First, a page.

Fairlift

 Fairlane

Fairlift was built in 1990, is 330 feet long and flies the flag of The Netherlands

Fairload
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The Fairlift is 330 feet long, with powerful cranes on board and a unique ballasting system that allows her to carry very heavy cargo. She is owned and operated by the Jumbo Company, a heavy-lift shipping company headquartered in Rotterdam.
2007
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The Fairlift arrived Duluth on June 28, 2007 to discharge a cargo of heavy industrial pieces onto rail cars for delivery to Alberta.
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Some of the same Duluth iron workers who helped put the Aerial Lift bridge back together again last winter, worked on the Fairlift discharge. Here they are welding fittings onto the railcars that will carry the large pieces of equipment discharged from the Fairlift.
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Finally, on June 30, the Fairlift departed Duluth, waving good bye as they sailed by.
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2000
The Stellanova was here in October, 2000 with the first load of heavy equipment built for an oil extraction construction project in northern Alberta, Canada. The Fairlift brought the last 136 pieces to Duluth in December, bringing them here from Japan.
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Seven of the pieces weighed over 500 tons. Most of the cargo, and all of the heavier pieces, was discharged from the Fairlift onto sixteen special 12-axle railcars (below) that were brought to Duluth for this project. The remainder of the shipment was taken off the Fairlift and placed on trucks for over-the-road shipment to Alberta.
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201215-112Fairlift Captain N.J.J. Sinnige explained to me some of the procedures they follow. First of all, there are two cranes (see below) on the deck of the Fairlift, one capable of lifting 250 tons, the other 400 tons. Neither could lift the 500 ton pieces alone. Together, such a feat is possible. He picked up his calculator and started punching some numbers to show me how it could be done. It was easier for me to look out the window of his office.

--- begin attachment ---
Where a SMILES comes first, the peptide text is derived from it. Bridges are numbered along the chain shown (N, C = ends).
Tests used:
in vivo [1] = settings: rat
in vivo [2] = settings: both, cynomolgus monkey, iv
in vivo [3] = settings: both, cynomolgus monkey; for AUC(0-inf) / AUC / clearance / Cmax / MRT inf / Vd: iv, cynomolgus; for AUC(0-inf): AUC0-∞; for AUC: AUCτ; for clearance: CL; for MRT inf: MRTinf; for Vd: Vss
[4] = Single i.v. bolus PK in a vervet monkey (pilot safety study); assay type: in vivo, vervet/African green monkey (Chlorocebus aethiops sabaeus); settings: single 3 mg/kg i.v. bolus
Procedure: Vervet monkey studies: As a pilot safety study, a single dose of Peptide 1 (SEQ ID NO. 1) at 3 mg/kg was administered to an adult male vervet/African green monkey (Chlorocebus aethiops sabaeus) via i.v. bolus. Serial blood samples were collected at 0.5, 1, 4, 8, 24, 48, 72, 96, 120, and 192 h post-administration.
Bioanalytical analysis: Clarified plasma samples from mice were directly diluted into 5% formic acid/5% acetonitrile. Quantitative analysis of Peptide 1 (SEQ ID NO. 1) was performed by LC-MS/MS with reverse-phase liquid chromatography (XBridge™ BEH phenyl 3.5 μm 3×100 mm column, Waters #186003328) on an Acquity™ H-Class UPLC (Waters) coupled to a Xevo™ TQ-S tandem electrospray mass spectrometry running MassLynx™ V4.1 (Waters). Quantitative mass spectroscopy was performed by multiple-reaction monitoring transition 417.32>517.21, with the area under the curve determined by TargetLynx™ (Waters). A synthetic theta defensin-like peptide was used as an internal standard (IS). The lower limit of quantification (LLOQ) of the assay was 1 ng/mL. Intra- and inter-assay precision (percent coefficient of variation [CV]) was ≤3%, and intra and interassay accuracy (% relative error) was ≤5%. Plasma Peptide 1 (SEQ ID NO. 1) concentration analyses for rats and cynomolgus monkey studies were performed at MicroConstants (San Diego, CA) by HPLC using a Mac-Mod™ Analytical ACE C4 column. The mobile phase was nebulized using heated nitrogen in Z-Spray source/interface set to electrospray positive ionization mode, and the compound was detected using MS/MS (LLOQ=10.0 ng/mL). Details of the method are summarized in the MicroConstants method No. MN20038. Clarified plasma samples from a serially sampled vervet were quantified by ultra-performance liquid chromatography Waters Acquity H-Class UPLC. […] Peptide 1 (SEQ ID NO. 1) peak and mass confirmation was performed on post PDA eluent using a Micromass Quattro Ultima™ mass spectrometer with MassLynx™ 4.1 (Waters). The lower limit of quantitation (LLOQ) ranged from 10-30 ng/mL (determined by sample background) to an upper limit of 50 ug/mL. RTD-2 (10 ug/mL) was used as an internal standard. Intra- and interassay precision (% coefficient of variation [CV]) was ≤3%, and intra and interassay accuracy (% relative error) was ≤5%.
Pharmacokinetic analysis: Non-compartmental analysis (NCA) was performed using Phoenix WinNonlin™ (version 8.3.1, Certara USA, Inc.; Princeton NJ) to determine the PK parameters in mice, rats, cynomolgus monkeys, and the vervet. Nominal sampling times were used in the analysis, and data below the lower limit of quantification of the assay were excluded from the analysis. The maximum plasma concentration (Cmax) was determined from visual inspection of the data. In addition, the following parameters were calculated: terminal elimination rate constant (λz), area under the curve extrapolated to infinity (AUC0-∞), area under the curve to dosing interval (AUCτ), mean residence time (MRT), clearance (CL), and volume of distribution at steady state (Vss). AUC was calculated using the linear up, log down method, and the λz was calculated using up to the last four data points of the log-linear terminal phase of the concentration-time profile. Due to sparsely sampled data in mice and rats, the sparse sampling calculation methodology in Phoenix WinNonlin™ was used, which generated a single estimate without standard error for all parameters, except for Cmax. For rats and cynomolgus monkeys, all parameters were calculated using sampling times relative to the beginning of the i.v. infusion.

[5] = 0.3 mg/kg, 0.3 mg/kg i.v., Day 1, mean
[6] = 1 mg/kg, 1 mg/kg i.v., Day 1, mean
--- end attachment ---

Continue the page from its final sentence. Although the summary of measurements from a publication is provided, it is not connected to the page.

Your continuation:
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He also showed me some calculations he does regarding the pumping of ballast water in the ship while the cranes are moving cargo off the ship. One of the big pieces is slowly moved off the deck of the Fairlift.  As the end of the crane moves out over one side of the ship, he needs to compensate for that movement lest the ship tip over on that side. (Notice below, the large cylinder is half way over the side of the boat, and the boat is still level.)
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While the cranes slowly move cargo off one side of the ship, large pumps onboard pump great amounts of ballast water from tanks on that side of the ship to ballast tanks on the other side. This maintains the equilibrium of the ship. That is one reason why the process is so slow; they have to wait for that water to be pumped from one side of the ship to the other. The amount of water and speed of pumping is calculated beforehand, and is similar to the overall load calculations. If a 480-ton piece is being lifted out of a hold and off to one side of the ship, he told me about 430 tons of water would need to be pumped from that side of the ship to the other during the process.
This business is different than moving grain, coal and ore. This kind of cargo always varies with different shapes, sizes, and weights. Each shipment presents its own problems. The captain and crew need to have a wide background in heavy lifting. Deck hands on the sea become crane operators a201208-129t the dock. The crane operators on the Fairlift have been doing this for a long time. And they all attended a school for crane operation in Holland.
Captain and crew also have to like traveling. The Fairlift departed Kobe, Japan on October 9 and arrived in Korea on the 11th. They loaded bridge girders and two transformers there. Four days later they began their trek across the Pacific Ocean. Stopping in Long Beach, California to discharge the Korean cargo, they then moved down the coast and over to the Panama Canal, the entryway to our side of the world. They arrived in Duluth on December 7th, almost sixty days after they left Kobe, Japan.
After eight days discharging cargo in Duluth, they departed empty, making their way to Halifax, Nova Scotia where they loaded fifteen 75-ton locomotives. Built by General Motors in Canada, they took that cargo to Algeria. They were going to come back to pick up power equipment in Newport News, Virginia, but that job was switched to the Fairlift’s sister ship, the Daniella.
Instead, the Fairlift sailed from Algeria to their homeport of Rotterdam where they loaded cargo for Dublin, Ireland. It seems the work of moving heavy equipment around the world never ends.

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